Interview with Andy Partridge

KGSR Radio Station, Austin, Texas
January 20, 1999
by DJ Jody Denberg

Andy Partridge:
``not your standard rock and roll''

Forget for a moment that XTC is a pop band responsible for some of the most sublime modern music of the last twenty years, and consider simply that these are musicians that have been prevented from sharing their gifts with the world since 1992 due to battles with their former label in England, Virgin Records, as well as a slew of other complications you are about to read about. Their sabbatical was a crime, and it becomes doubly criminal when you take into account that XTC ceased playing live in 1982. Their absence was not only a disappointment for the fans who craved their singular blend of post-punk pop, but a flustering frustration to guiding light Andy Partridge and his foil Colin Moulding - as well as third wheel Dave Gregory, who recently left the fold after twenty years.

Thankfully, XTC's dark period came to a close at the end of last year with the release of Transistor Blast, a 4-CD archival excavation of radio broadcasts and live material that is the group's first release through the independent label TVT; that relationship blossoms with the March 2 release of a brilliant new studio album of "orchoustic" XTC, Apple Venus, Volume 1. For a full exploration of XTC's music to date be sure to seek out Neville Farmer's book XTC Song Stories: The Exclusive Authorized Story Behind The Music. For the story of XTC's new album, we turn to Andy Partridge.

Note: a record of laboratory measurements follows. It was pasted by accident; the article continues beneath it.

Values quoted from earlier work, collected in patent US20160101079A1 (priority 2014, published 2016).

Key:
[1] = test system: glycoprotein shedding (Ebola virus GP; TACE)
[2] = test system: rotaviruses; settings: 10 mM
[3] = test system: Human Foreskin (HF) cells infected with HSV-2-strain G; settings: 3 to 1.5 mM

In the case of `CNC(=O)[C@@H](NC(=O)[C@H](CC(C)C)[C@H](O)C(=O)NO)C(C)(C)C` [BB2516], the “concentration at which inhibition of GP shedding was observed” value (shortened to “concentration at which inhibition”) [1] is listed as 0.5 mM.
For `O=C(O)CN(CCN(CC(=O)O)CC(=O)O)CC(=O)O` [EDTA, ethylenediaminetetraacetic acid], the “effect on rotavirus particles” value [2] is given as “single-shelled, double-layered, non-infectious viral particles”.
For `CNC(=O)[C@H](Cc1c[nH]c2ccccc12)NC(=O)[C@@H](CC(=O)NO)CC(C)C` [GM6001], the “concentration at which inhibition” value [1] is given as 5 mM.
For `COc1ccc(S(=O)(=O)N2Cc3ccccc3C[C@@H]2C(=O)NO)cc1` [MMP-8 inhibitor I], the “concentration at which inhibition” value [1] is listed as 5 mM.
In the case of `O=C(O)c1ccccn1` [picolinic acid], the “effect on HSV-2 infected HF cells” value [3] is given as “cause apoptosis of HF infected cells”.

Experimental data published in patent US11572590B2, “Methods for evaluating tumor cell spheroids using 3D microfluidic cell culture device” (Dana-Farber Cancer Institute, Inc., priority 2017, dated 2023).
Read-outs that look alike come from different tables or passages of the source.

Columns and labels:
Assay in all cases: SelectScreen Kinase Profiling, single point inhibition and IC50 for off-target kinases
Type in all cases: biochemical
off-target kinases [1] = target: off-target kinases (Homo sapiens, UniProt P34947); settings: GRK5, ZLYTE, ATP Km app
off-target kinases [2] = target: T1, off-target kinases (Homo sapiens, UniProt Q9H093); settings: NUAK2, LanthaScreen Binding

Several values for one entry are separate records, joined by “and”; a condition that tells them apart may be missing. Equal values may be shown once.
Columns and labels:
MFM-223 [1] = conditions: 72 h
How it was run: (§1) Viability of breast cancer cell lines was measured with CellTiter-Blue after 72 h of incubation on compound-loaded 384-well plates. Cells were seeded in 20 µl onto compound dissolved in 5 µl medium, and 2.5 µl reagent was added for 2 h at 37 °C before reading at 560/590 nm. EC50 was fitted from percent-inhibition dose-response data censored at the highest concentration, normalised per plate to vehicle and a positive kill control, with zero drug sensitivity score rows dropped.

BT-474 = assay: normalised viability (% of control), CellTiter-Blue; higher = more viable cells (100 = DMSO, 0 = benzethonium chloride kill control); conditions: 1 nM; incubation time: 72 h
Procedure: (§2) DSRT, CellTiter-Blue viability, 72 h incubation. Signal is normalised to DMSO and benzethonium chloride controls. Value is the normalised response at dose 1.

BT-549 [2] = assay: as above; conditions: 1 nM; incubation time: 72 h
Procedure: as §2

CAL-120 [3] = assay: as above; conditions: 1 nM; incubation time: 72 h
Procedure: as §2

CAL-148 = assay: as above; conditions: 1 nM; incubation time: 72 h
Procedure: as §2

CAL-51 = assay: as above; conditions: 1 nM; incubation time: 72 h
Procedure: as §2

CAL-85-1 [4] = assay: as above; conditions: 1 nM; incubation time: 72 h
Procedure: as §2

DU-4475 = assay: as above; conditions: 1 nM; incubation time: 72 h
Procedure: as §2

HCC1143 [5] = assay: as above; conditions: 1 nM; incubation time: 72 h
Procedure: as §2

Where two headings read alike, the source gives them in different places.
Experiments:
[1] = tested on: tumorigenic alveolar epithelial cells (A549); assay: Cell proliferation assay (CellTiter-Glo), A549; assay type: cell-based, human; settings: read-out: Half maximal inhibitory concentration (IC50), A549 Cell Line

Q: Andy, it's been seven years since XTC released any new material. I'm sure there's several reasons why...
A: Have you got a few hours? I could tell you them. I'm going to have to do this real quick, because a) I'm going to bore the pants off of you and b) unless you've got a tape there that's like five days long, you won't get all the reasons. But just briefly, we did Nonsuch in '92 and weren't happy by the lack of promotion and we weren't happy being on the Virgin label. We were never going to make a living being on that record label. We had the world's worst deal. It was a real back-of-the-cigarette-packet kind of deal. And I said, "Look, will you make our deal sensible or can we go and get another deal with another label and we'll make some money doing this? Because I don't want to remain in poverty for the rest of my life." They were selling fine amounts of albums, but our deal was so appalling we weren't making any money.

So they would do neither. And so I said, "Okay. We're going on strike." And we spent -- let me see -- four years, nearly five years on strike in which we legally couldn't record as XTC. They would have owned it. And in that time, I went through illness, divorce, a lot of songwriting. And finally, they let us go. It was wonderful. You know, we won, basically. And we have some great deals with record companies all around the globe. And we spent last year in and out of various studios making Apple Venus, Volume I.